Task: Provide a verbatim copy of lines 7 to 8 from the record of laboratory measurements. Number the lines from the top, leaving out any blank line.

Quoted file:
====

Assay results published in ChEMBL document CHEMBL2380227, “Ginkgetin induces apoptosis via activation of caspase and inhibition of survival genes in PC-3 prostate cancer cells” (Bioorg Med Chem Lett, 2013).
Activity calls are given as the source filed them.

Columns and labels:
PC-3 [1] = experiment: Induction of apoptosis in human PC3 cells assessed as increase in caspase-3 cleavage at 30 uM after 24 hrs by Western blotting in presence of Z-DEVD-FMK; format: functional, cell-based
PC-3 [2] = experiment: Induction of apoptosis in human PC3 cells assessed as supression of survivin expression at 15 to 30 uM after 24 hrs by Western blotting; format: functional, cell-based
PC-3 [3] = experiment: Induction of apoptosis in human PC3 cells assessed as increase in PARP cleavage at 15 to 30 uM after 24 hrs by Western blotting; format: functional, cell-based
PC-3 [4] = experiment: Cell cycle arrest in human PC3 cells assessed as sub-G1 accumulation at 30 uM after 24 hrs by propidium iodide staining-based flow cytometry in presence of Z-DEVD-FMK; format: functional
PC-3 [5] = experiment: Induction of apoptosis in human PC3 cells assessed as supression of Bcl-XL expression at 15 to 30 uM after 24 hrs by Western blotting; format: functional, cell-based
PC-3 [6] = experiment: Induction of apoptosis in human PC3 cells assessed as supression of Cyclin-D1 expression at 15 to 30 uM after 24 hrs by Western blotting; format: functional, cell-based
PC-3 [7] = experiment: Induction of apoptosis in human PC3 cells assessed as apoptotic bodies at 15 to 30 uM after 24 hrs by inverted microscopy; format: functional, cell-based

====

PC-3 [4] = experiment: Cell cycle arrest in human PC3 cells assessed as sub-G1 accumulation at 30 uM after 24 hrs by propidium iodide staining-based flow cytometry in presence of Z-DEVD-FMK; format: functional
PC-3 [5] = experiment: Induction of apoptosis in human PC3 cells assessed as supression of Bcl-XL expression at 15 to 30 uM after 24 hrs by Western blotting; format: functional, cell-based